The Good Funeral Guide Blog

Babyloss – a unique kind of grief

Friday, 23 June 2017

Yesterday, I spent the day visiting our latest funeral director who has joined the list of those who are ‘Recommended by the GFG’ – Bennetts Funeral Directors in Essex,  and met most of the lovely staff there, including Leigh Tanner, who has just recently set up a family support group for those who have been bereaved by miscarriage or stillbirth.

Leigh has personally experienced the trauma of recurrent miscarriages, so this is something very close to her heart. When she and her husband were undergoing the sadness of losing their babies there wasn’t anything available locally where Leigh could share her experience with others who had been through the same experience. She felt completely alone and unsupported, so the opportunity to create a support group for other parents was one that she jumped at.

Here’s Leigh speaking about the group in her own words:

‘So, at Bennetts we are very proud of our bereavement groups and that we are able to provide specialist services by people who have themselves experienced such losses.  My group, Tiny Stars, is a miscarriage and still birth group run by myself.  I personally experienced the trauma of recurrent miscarriages and found that there was no help out there locally for me and so therefore I felt very lonely and isolated. 

This group came about after I joined Bennetts and when I realised that they provided services for pre-term babies and miscarriage.  I instinctively asked Jane if I could learn more about this.  I explained that I had been through this and had never been given the opportunity to have a service or group support.  Jane asked me if I would like to be the primary arranger for babies and start a support group for families who have been through such loss which I was very grateful of such an opportunity. 

The word miscarriage is so taboo, with women and men feeling as if it’s something too common to grieve over but this is not the case.  We at Bennetts are fully aware that any loss is a loss and should be treated as such.  For a family to lose a baby to miscarriage or still birth brings such an enormity of grief that destroys the hopes of a future for a baby you have already fallen in love with, and luckily through Bennetts, I have been given this opportunity to offer support for parents who feel that isolation and loss.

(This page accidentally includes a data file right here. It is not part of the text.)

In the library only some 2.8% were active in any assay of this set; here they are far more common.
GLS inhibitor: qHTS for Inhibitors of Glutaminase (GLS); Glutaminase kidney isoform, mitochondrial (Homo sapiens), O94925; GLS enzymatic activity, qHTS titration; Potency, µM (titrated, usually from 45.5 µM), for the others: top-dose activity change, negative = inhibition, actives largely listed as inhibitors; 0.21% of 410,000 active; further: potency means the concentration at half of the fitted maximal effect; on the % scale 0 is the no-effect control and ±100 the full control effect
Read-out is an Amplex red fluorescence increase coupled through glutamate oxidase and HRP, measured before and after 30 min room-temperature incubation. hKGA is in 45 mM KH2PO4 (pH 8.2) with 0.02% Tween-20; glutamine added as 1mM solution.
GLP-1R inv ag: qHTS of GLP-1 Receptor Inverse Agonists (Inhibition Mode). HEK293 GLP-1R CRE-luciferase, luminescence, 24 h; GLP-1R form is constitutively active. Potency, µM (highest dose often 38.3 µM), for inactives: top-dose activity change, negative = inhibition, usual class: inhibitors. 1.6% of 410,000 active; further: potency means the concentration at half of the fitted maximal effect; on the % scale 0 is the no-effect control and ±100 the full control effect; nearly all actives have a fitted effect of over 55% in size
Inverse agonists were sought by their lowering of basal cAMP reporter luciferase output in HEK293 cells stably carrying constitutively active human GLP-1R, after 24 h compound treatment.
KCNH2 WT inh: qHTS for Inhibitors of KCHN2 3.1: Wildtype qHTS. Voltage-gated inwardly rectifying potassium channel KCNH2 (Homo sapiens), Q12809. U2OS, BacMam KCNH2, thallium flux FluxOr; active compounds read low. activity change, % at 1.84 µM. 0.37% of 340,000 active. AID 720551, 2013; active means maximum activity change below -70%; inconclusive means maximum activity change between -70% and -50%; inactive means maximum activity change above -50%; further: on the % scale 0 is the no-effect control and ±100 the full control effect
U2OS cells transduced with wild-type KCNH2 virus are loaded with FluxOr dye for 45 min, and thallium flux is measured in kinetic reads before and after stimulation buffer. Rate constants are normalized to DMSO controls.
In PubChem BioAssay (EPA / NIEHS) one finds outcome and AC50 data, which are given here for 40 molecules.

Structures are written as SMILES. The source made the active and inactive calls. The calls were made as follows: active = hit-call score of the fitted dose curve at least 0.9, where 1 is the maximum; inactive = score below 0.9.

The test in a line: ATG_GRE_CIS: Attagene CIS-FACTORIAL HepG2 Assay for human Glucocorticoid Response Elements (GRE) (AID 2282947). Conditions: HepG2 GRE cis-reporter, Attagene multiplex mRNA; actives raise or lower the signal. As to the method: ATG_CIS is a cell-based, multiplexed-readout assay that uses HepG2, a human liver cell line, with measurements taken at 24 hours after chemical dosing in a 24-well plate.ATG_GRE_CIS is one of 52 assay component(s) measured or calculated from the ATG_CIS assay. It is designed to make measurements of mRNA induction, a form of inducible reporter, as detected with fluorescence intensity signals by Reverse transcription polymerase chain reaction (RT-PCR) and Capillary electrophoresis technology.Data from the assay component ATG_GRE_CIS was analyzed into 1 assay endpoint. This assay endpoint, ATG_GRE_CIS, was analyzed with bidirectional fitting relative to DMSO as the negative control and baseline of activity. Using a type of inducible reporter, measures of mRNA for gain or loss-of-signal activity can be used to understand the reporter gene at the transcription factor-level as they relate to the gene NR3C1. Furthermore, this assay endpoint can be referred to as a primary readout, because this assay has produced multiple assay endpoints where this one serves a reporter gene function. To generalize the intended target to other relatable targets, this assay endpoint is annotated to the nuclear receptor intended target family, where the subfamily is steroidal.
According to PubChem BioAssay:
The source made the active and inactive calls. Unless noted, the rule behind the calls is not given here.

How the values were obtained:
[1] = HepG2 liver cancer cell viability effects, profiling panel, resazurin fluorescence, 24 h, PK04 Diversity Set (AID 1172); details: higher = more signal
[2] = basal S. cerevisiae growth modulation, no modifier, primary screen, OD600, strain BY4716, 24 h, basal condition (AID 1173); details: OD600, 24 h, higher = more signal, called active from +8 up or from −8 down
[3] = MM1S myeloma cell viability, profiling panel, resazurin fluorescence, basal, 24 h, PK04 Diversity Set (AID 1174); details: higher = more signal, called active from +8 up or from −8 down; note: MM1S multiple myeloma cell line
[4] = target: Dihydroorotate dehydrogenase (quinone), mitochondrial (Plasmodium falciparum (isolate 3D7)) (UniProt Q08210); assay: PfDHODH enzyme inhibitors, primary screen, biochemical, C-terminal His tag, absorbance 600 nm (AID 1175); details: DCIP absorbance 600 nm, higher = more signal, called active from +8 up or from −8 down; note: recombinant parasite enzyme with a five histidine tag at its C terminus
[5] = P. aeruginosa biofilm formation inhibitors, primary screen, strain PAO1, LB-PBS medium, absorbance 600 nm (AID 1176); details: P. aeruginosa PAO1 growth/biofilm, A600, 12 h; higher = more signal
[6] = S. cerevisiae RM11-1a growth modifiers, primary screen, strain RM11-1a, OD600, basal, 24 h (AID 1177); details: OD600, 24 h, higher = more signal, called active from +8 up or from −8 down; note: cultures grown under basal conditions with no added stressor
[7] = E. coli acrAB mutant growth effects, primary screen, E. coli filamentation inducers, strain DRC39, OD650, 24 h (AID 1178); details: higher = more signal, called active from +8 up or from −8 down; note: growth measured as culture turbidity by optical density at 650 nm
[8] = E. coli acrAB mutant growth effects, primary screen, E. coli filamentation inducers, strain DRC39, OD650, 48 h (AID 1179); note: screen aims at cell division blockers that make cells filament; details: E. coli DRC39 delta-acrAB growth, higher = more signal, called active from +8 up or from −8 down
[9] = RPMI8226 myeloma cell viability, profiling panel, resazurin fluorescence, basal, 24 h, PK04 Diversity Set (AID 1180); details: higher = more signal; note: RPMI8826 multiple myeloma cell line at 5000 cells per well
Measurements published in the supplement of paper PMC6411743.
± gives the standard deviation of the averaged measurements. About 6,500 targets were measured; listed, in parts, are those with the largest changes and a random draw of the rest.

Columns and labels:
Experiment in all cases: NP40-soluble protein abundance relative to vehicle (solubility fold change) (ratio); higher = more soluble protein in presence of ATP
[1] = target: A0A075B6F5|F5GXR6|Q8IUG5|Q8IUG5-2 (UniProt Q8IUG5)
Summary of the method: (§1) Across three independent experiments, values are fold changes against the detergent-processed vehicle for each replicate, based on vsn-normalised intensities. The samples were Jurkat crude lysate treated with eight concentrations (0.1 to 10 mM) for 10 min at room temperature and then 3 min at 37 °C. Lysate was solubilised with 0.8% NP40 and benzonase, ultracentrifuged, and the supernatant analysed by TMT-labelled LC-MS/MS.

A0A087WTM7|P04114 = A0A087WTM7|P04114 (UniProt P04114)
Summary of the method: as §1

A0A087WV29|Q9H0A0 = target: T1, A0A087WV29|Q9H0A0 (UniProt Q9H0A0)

Our group runs at Merrymeade House, Merrymeade Chase Brentwood CM15 9BG on the 2nd Friday of the month from 9.30 – 10.30 in the tea room.  We have exclusive hire of Merrymeade House for the group and offer free refreshments to all guests.

I do of course understand that attending a group can be very daunting and so therefore if anyone would like to contact me prior to coming or just for a chat I would always be available to talk to someone on 01277 210104 or by email on leigh@bennettsfunerals.co.uk

This is such an important initiative, and the GFG is hugely supportive of Leigh and of Bennetts in setting up the Tiny Stars group for the community. If you or anyone you know in the Brentwood area has lost a baby to miscarriage or stillbirth, Tiny Stars could offer you a place where you can talk to others who have had a similar experience. Do contact Leigh and talk to her.

Leigh also told me about Aching Arms, a babyloss charity run by a group of bereaved mothers who have experienced the pain and devastation of baby loss.

The charity works with more than hospitals across the UK providing teddy bears for parents to take home from hospital when their baby has been miscarried or stillborn. Each bear is a gift from another family who has had a similar experience and who have donated in memory of their baby, and the bear given has the name of their baby on the label. The bears help to provide a connection for bereaved families and ‘to ease their aching arms as they grieve for their baby who has died’.

A bereaved mother explains how this scheme could have helped her:

“When I left hospital without my daughter my heart was broken and my arms were empty. Nothing could have fixed my heart at the point, but if I had had something to hold and cling to then the physical ache I felt so strongly in my arms as I clamped them tightly to my sides might have been less. As soon as I heard about the idea of giving grieving mums a bear to take home I knew that I would have been keen to take one to cuddle as I walked out of the hospital and to sob into in the dark days and nights that followed. Not to replace my baby – nothing ever could – but something to hold as I learnt to live with the empty space my baby left in my heart and in my life.”

The charity also offers every hospital participating in the scheme training for their staff in caring for parents bereaved by miscarriage or stillbirth.

If your local hospital isn’t on the list here do contact Aching Arms on info@achingarms.co.uk

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